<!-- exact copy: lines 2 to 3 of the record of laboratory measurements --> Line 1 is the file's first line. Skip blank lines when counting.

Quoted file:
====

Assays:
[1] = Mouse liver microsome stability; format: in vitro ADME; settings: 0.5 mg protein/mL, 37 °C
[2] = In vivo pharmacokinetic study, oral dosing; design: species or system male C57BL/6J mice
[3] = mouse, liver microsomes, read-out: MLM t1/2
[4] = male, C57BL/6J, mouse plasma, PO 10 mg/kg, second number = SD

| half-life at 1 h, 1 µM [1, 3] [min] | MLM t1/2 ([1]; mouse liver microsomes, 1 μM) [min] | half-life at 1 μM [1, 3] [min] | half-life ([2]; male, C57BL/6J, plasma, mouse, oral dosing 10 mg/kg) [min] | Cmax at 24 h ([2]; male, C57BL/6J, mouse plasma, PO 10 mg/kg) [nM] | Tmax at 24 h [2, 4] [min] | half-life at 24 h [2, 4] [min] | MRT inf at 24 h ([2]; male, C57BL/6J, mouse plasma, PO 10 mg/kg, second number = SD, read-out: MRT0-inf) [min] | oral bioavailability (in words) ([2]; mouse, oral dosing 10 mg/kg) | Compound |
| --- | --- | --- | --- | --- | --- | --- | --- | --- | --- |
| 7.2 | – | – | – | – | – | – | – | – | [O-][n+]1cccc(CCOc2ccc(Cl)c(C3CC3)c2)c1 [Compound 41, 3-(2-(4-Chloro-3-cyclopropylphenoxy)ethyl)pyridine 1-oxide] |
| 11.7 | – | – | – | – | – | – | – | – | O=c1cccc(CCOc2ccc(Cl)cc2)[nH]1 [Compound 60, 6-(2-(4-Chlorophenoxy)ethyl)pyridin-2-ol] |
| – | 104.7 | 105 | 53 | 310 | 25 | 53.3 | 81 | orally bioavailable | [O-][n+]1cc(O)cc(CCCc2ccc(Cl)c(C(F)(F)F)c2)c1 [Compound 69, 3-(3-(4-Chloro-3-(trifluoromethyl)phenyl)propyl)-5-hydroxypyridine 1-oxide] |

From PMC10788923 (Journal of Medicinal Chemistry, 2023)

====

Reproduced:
[1] = Mouse liver microsome stability; format: in vitro ADME; settings: 0.5 mg protein/mL, 37 °C
[2] = In vivo pharmacokinetic study, oral dosing; design: species or system male C57BL/6J mice